Nine in total, is the number of species that were integrated this 2012 to the official list of birds of the country for the tenth year published Ornithological Association of Costa Rica (AOCR) in the journal Zeledonia.
It is several ducks and shearwaters, two tropicbirds and even a hawk.
The first of these species is known as, the weevil pochard (Aythya valisineria). This is an open water diver duck, such as lakes, rivers, estuaries and coasts. Has strong legs and characterized by elongate profile. It feeds on aquatic plants and crustaceans.
According to the report, an individual of this species was seen floating and swimming in the dam Cachi in Cartago.
Also, is included, the tufted duck red head or American (Aythya americana), which are well known to breed in swamps and grasslands of western North America.
Two of them (one male and one female) were observed swimming and diving in Villa Prawns, Guanacaste.
The third “acquisition” was the crested duck (Lophodytes cucullatus), which is also typical of North America (northern half of EE. UU., Or southern Canada). In the country saw a young male with reddish crest. This was swimming in a small lake in the Children’s Eternal Forest in La Tigra de San Carlos.
In fourth place was a sea bird, the greater shearwater (Puffinus gravis). It is estimated that the world population is estimated at about 15 million. To confirm their presence in the country used a male specimen found in Tortuguero, Limón and is in the Museum of Zoology at the University of Costa Rica.
Another seabird, Manx shearwater this time (Puffinus Puffinus), joined as fifth in the list. This bird has a black back and white underparts, flying low over the sea and feeds on small fish and crustaceans making small dives.
Sixth is the shearwater Puffinus subalaris or the Galapagos, which is characterized by a small sea bird (with a wingspan of about 63 cm and an average weight of 175 grams). Has a dark brown back.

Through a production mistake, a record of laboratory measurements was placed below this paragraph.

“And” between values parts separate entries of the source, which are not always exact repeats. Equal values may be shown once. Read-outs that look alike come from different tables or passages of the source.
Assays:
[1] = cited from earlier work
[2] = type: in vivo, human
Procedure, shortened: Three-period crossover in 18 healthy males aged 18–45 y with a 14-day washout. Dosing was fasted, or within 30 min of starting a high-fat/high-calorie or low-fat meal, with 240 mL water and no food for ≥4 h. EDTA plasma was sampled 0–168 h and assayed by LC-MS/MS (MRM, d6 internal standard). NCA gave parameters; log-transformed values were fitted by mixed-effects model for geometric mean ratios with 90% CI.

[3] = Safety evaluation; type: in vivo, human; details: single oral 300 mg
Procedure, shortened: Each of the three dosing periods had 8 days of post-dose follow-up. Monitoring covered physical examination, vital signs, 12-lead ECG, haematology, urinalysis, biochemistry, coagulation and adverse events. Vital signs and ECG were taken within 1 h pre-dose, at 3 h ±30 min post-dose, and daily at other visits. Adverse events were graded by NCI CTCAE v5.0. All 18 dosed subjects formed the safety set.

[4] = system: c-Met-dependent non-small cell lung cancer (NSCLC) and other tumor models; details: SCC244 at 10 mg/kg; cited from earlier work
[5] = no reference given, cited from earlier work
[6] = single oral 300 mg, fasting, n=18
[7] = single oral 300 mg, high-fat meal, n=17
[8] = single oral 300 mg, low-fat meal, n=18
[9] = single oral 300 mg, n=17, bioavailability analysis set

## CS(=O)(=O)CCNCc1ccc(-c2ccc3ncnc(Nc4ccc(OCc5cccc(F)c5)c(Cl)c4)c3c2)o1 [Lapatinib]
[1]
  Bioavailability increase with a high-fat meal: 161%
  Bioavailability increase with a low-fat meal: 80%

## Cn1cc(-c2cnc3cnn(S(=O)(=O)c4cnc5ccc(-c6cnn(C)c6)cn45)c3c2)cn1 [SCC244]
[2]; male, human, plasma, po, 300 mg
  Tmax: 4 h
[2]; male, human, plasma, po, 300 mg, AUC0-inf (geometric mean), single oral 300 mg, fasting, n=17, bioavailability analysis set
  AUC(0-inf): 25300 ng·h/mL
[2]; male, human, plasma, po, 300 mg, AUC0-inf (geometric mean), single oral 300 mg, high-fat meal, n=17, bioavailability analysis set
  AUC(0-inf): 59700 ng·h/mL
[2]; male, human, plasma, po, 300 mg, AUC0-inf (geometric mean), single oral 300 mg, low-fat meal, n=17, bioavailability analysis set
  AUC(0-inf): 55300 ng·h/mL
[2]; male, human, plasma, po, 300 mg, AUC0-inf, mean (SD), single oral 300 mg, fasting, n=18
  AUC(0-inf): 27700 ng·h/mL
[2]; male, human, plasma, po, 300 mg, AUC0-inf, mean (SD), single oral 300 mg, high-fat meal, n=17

The whitetail tropicbirds (Phaethon lepturus) and red-tailed tropicbirds (Phaethon rubricauda) were incorporated in the seventh and eighth places. Their names make clear the color of their tails.
Both are characterized by the ability to make long ocean passages and nest in isolated tropical islands scattered in the world.
The first was observed among islets Juan Bautista, Montagne and Piedra sucia and the other north of the island Manuelita, both in the Cocos Island National Park.
Finally, in the ninth, highlighted the chicken hawk (Buteo plagiatus), a common bird in South America whose distribution barely Costa Rica.
As part of the new list also scientists agreed to confirm the addition of 12 new species to the list of Cocos Island, including the aforementioned tropicbirds.
Other adjustments to the list were seven category changes with the addition of photographs and museum specimens and abroad who helped confirm the presence of more species like smoked paíño (Oceanodroma markhami) and gull gray (Leucophaeus modestus).
Also for the first time in ten years, including the common and Spanish names and all described species.
The Scientific Committee responsible of this review was composed of experts Johel Chaves-Campos, Richard Garrigues, Alejandra Martinez, Michael Montoya, Oscar Ramirez and James Zook. He led the team scientist Gerardo Obando.
The new evidence was filed in the Natural History Department of the National Museum of Costa Rica.
Those wishing to collaborate with sightings of birds in the country, can find more information on http://listaoficialavesdecostarica.wordpress.com.